Shorea robusta is a tree of the Dipterocarpaceae family, also known as sal it is native to the Indian subcontinent. From its seeds a butter is extracted, the sal butter in fact, largely known in cosmetics as a stable ingredient, which does not go rancid easily and with emollient and antioxidant properties. But let's better understand the characteristics of sal butter, what this butter can do for our beauty and the possible applications.
Sal butter, composition and properties
Sal butter brings fatty acids. In particular, it contains stearic acid that is the substance that appears to a greater extent. Stearic acid is found naturally in the human epidermis, however, it tends to decrease over the years and in the case of photoaging. Therefore, providing the skin with this substance helps to protect, nourish and regenerate the tissues and helps to preserve the integrity of the skin barrier (Kim et al, J Korean Med Sci, 2010 - Costa et al, Dermatol Res Pract, 2013). Other fatty acids contained in sal butter are oleic acid and, in smaller quantities, palmitic, arachidic and linoleic (Kumar et al, Cogent Food and Agriculture, 2016). Moreover, sal butter contains sterols, in particular beta sitosterol, which has an antioxidant, antibacterial, antitumor and anti-inflammatory action and is also useful in case of dermatitis (Han et al Exp Biol Med, 2014). Finally, this plant based butter also provides squalene, which is antioxidant and moisturizing, able to regenerate the hydro-lipid film and beneficial in the case of dermatitis and psoriasis (Wolosik et al, J Cosmet Sci, 2013), and alpha and beta amyrine, substances that calm irritations and inflammations (Dhara et al, J Oleo Sci, 2010). Thanks to these characteristics, sal butter finds application in case of dry skin, itching, dermatitis and eczema, thick and cracked skin such as the skin on the heels, chapped lips, burns, wrinkles but also dry and damaged hair.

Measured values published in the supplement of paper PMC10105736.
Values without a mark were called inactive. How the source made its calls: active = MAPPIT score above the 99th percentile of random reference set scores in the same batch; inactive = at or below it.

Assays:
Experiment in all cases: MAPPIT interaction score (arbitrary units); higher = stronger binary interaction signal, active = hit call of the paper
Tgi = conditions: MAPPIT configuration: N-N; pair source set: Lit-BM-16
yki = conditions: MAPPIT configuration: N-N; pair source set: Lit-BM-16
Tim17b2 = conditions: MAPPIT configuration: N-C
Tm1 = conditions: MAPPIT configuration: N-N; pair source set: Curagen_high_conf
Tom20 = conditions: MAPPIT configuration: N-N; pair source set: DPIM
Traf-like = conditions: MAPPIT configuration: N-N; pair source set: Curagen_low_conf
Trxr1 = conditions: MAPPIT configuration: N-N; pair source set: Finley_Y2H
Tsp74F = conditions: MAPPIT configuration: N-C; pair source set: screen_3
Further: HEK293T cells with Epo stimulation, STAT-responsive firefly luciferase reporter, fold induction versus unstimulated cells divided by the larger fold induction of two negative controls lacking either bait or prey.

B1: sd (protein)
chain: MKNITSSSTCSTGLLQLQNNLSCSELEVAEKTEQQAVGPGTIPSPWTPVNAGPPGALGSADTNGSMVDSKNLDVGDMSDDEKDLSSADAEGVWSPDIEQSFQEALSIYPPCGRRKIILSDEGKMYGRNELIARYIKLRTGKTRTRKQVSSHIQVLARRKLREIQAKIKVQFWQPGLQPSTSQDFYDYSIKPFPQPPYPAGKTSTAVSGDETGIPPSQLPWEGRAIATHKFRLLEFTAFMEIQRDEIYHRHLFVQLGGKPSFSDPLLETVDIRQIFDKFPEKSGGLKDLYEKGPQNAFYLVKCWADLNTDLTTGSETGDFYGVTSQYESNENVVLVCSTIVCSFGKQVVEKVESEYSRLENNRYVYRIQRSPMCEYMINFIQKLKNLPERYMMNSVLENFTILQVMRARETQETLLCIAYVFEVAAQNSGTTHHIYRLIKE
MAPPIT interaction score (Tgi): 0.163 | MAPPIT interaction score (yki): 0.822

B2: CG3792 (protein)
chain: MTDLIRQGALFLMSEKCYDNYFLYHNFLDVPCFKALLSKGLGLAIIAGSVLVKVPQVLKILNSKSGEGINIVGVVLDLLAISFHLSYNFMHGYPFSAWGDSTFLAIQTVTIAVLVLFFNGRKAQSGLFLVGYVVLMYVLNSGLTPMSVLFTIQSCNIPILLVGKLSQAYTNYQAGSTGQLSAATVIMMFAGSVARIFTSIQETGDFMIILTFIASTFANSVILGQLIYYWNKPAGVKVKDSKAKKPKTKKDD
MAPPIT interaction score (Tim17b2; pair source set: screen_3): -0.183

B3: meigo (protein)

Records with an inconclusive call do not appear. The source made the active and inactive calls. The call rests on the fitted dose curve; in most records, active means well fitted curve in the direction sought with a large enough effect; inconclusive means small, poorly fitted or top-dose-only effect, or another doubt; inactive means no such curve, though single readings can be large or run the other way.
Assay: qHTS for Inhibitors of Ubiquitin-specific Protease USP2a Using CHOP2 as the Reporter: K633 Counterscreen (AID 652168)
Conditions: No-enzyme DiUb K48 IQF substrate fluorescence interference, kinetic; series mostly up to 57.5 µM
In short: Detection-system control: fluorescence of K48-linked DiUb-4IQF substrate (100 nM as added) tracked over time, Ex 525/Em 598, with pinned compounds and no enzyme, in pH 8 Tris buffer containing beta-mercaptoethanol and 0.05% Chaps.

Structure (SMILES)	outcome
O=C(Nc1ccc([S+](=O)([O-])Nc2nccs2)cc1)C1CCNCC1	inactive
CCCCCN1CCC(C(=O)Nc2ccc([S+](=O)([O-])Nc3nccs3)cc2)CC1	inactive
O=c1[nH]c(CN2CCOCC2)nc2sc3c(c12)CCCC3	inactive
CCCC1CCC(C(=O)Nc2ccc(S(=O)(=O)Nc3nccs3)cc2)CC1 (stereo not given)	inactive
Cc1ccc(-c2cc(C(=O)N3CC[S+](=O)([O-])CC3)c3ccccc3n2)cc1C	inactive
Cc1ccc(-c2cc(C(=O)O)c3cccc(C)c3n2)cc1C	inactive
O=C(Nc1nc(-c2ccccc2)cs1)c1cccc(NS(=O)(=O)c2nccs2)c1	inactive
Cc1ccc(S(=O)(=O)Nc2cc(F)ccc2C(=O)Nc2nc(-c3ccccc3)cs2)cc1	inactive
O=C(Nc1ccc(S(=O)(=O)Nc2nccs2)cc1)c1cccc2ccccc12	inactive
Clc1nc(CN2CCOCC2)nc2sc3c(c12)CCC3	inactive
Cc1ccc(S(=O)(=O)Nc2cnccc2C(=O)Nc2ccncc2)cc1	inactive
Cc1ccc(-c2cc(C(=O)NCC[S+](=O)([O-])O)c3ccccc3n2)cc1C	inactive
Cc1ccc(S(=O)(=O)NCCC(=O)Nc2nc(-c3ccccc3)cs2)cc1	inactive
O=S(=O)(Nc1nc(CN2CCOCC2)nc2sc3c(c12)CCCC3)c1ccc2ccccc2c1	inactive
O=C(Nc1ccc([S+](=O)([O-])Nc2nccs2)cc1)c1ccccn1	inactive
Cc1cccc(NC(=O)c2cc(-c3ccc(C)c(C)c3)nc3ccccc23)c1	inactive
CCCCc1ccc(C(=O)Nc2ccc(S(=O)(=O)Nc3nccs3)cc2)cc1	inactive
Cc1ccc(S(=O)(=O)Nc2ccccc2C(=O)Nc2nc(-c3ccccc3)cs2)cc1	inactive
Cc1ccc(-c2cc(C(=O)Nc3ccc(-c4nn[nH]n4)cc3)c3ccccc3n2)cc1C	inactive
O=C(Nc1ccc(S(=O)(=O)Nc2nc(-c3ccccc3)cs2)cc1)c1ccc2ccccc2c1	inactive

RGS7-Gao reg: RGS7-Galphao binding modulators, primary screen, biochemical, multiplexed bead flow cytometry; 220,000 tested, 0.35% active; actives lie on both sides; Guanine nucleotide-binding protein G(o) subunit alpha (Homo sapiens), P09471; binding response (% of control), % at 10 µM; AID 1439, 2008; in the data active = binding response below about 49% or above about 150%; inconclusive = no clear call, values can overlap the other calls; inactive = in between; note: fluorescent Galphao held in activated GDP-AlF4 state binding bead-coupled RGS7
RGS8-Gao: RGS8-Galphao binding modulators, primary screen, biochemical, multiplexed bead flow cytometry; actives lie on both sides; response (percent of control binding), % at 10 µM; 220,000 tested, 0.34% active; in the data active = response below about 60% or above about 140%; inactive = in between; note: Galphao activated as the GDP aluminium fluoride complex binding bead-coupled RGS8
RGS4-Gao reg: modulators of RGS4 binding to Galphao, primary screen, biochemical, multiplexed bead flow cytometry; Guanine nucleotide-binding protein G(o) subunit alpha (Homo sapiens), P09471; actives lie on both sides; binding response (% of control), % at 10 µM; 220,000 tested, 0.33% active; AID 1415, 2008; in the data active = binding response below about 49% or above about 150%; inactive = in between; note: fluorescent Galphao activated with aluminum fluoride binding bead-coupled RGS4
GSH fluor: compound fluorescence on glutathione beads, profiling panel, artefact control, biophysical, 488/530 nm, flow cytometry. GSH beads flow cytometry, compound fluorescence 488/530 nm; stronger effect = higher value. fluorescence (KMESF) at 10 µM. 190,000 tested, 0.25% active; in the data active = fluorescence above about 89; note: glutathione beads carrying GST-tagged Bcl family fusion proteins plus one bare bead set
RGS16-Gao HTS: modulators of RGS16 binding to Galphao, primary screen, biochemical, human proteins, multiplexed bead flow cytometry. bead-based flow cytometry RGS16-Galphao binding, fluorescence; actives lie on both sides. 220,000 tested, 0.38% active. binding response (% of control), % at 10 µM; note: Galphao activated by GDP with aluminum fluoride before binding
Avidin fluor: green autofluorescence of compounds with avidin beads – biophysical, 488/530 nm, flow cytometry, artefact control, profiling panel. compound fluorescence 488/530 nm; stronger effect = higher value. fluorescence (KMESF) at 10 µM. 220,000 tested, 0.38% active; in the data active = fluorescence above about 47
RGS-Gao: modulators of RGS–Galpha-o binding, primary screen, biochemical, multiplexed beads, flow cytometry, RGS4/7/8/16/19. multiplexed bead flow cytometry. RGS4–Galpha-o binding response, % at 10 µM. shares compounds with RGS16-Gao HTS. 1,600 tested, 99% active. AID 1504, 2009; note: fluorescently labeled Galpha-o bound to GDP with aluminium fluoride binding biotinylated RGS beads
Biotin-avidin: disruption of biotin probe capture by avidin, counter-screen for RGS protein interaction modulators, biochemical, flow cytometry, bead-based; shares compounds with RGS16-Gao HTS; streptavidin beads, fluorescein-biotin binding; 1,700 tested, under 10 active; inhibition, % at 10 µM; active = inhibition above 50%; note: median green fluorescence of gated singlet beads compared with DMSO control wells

Sal butter, where to find it and uses
You can find ready-made products that contain sal butter inside, in this case the substance appears in the INCI with the name of Shorea Robusta (Sal) Seed Butter. Alternatively, you can find pure sal butter in specialized shops or online and use it in DIY cosmetic preparations or directly on the skin. The sal butter melts around 35° C and, once it is applied on the skin, penetrates without greasing, leaving the skin velvety and soft, hydrated and regenerated since it helps to counteract premature aging caused by external agents and free radicals damages. To prepare a serum for the skin, to help in case of wrinkles but also chapped skin, dry lips, burns and eczema let melt in a double boiler sal butter and jojoba oil in equal parts, leave to cool and here is a serum that you can apply on the affected parts of the skin. If you intend to use the butter on the face it is better to apply the product in the evening before going to sleep on damp skin. Instead, in case of dry or damaged hair and split ends you can melt in a double boiler 1 tablespoon of sal butter and 1 teaspoon of coconut oil, let it cool down a bit, stir and apply on the hair, on all lengths up to the ends. Leave on for 15-20 minutes, then wash the hair with your shampoo.